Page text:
Inculcating Habitus through Book Technology: Nicole Oresme’s Le livre de éthiques d’Aristote
Katharine Breen, Northwestern University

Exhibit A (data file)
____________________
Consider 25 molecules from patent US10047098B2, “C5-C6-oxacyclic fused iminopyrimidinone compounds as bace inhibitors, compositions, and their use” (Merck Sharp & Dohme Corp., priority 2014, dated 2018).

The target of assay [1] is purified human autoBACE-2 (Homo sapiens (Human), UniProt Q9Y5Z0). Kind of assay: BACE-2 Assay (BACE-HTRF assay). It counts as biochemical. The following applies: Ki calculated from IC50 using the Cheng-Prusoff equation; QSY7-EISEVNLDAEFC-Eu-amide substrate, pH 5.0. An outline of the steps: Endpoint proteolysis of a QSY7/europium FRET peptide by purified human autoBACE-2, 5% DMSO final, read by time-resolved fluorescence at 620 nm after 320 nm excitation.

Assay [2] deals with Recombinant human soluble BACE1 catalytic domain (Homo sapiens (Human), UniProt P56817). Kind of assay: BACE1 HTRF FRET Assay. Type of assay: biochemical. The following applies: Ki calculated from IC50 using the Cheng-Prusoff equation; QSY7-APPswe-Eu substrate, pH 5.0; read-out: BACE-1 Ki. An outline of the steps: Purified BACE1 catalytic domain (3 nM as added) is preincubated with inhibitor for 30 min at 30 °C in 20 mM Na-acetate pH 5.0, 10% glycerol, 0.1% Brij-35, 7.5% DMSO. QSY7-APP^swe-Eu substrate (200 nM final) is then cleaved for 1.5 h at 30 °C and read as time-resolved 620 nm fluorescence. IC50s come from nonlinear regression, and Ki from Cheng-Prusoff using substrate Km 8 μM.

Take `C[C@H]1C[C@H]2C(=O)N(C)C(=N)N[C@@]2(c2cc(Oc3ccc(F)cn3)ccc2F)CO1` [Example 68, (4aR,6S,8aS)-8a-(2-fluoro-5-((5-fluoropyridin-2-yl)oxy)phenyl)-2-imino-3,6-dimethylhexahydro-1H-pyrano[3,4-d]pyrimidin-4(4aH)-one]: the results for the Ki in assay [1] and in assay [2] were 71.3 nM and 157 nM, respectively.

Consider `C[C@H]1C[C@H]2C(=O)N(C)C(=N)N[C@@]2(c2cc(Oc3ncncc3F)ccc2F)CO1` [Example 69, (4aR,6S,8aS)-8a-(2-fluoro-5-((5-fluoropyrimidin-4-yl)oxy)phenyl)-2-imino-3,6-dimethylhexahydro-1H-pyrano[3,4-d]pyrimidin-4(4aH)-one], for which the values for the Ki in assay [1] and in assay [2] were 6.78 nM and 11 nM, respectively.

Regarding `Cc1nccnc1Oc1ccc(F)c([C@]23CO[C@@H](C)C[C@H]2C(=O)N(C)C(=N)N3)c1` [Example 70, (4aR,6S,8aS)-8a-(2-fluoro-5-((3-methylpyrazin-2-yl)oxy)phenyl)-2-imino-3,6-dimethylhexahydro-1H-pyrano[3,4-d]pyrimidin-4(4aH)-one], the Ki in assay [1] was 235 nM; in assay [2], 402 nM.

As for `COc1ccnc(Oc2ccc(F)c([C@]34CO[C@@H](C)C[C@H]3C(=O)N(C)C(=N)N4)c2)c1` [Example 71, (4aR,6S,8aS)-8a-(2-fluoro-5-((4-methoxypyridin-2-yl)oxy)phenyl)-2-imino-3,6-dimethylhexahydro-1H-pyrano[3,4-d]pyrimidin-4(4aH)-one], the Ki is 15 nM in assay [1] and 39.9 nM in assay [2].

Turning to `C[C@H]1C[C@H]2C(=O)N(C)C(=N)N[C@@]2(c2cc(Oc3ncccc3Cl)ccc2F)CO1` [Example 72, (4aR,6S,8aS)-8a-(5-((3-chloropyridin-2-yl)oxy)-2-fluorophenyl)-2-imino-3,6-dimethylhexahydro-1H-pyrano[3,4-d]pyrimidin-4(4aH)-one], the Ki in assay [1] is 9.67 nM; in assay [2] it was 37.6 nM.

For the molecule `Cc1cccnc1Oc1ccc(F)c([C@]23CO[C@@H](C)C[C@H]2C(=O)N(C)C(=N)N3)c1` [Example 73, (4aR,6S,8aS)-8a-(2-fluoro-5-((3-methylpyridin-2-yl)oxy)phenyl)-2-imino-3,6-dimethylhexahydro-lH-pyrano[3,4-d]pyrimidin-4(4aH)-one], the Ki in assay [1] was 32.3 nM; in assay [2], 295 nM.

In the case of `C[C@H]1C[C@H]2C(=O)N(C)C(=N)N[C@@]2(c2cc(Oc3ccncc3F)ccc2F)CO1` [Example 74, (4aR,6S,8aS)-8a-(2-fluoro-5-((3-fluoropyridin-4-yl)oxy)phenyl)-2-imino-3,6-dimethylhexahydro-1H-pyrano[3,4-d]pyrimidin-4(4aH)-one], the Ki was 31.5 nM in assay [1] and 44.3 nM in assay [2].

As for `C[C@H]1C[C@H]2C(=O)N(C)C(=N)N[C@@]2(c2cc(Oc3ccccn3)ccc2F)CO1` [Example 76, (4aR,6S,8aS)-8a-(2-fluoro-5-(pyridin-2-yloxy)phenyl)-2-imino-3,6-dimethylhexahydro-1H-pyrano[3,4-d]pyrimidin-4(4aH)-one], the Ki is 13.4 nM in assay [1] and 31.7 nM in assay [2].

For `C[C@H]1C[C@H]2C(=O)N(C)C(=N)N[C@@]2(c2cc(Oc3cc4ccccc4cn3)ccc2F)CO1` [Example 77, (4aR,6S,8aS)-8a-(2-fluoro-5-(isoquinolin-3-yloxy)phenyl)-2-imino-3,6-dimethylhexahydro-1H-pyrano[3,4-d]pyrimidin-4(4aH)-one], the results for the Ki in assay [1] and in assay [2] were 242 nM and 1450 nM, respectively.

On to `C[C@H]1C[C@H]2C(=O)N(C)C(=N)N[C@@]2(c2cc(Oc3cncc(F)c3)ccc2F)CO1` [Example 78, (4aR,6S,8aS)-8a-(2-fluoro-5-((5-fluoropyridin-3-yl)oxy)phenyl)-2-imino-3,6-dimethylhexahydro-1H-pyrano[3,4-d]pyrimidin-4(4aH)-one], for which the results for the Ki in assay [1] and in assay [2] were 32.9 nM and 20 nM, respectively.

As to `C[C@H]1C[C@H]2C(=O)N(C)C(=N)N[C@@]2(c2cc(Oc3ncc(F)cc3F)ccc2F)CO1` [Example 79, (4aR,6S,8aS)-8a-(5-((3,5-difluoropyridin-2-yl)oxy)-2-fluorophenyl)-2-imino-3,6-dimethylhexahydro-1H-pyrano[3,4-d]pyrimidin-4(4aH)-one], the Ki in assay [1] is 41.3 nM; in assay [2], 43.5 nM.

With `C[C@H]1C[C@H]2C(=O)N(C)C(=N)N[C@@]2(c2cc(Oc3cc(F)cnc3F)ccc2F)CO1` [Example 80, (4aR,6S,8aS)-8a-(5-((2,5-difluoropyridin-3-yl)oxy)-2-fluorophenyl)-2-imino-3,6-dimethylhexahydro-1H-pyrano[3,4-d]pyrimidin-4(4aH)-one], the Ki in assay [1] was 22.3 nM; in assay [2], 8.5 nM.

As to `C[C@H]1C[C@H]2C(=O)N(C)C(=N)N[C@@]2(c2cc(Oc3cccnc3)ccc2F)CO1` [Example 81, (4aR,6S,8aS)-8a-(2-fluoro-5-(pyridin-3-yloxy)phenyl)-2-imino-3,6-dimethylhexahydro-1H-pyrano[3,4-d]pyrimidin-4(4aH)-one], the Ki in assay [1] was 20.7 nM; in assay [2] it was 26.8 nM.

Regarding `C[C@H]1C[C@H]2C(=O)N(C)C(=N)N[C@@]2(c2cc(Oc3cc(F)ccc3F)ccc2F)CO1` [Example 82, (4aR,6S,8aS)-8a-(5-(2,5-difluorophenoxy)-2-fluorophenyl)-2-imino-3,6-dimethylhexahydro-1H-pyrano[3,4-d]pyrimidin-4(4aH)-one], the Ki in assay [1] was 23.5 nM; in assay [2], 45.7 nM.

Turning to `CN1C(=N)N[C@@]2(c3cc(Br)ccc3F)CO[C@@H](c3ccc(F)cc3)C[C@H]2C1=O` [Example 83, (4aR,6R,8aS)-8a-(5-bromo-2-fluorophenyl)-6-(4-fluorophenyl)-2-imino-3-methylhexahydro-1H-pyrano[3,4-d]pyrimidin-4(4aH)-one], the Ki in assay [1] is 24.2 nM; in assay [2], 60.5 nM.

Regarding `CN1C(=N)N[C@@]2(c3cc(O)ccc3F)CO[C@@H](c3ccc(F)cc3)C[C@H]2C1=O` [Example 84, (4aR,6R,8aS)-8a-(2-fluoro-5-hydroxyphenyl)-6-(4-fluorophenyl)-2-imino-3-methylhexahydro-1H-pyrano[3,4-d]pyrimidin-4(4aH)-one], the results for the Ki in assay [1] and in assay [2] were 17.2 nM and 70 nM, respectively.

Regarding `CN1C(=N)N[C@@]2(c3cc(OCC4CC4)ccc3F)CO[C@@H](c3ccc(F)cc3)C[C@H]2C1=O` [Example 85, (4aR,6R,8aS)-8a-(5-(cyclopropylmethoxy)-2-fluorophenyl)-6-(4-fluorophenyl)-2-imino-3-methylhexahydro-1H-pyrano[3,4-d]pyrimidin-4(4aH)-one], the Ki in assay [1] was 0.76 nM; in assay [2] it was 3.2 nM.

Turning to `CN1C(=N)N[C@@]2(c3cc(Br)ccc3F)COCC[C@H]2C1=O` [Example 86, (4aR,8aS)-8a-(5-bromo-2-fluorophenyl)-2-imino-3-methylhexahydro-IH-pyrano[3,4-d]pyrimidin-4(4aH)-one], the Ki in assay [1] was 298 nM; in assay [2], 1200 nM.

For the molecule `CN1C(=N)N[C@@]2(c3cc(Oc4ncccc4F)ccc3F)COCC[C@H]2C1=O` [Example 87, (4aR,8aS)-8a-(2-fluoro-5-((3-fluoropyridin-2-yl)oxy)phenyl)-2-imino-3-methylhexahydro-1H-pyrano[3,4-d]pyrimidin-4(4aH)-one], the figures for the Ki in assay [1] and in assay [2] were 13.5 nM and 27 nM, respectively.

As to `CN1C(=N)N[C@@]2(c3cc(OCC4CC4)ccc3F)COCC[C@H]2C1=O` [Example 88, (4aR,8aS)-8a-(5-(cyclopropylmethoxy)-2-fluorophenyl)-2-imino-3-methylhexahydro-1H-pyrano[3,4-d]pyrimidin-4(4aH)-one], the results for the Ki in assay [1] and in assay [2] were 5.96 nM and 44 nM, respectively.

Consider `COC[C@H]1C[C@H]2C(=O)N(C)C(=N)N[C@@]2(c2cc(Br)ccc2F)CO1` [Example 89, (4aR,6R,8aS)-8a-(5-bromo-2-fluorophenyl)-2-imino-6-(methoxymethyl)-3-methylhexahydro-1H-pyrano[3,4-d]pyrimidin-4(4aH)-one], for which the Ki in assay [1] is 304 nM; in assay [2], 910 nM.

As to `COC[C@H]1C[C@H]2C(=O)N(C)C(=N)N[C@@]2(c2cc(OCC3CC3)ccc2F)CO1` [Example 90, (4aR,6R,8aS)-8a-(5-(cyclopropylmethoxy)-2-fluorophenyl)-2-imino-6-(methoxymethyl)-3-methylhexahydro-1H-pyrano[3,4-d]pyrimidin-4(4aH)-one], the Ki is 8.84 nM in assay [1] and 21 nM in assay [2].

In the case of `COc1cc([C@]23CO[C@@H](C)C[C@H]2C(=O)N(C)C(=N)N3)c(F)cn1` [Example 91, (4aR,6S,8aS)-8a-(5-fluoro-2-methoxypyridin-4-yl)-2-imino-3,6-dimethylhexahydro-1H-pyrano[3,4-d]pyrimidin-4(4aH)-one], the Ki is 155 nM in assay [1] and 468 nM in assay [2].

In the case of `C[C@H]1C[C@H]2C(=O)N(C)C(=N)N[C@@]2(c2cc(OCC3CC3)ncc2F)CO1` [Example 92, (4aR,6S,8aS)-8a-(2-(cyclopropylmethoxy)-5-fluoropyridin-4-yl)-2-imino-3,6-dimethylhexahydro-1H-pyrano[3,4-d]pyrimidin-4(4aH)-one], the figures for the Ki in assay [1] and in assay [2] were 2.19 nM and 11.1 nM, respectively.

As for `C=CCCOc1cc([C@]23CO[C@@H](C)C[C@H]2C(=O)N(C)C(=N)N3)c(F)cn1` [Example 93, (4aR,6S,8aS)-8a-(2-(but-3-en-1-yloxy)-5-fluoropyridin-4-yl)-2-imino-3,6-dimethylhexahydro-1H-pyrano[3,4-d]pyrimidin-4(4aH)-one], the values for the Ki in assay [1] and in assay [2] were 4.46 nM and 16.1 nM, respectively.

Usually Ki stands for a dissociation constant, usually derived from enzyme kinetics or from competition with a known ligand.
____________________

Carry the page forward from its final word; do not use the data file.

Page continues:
In the Nicomachean Ethics, Aristotle asserts that the first step towards virtuous behavior is disciplined reception. Unless a student already possesses the habit of listening intelligently, he will be unable to attain the subsequent moral habits of justice, prudence, fortitude, etc. In the first vernacular translation of the Ethics, prepared in 1372 at the request of Charles V of France, Nicole Oresme takes this mandate seriously, seeking to teach his patron ethics by teaching him new ways to read and listen. To this end Oresme deploys more than 450 neologisms, defining many of them at length in a “Table des Moz Divers et Estranges (Table of Different and Strange Words)” and an elaborate program of marginal glosses. Together, these learning aids seek to expand and refine the king’s moral sense by doing the same to the language in which he thinks. Even more fundamentally, however, Oresme uses the design of his presentation copies, Brussels, Bibliothèque Royale MS 9505-06 and The Hague, Museum Meermanno MS 10 D-1, to inculcate new, text-based ways of making decisions. The manuscripts’ many codicological bells and whistles – including glosses and glossary, multiple prefaces and tables of contents, and two programs of miniatures designed by the translator himself – thus become tools for thinking. The codices themselves, I argue, become highly elaborated versions of Aristotle’s habit-inducing objects. Just as a lyre creates a lyre player through repeated playing and a building creates a builder through the work of construction, so Oresme’s Ethiques manuscripts seek to create an ethical monarch by adapting clerical reading practices for lay use. In particular, Oresme’s cycles of miniatures do not simply illustrate the text but become a primary means of training the king and his courtiers in its proper use.
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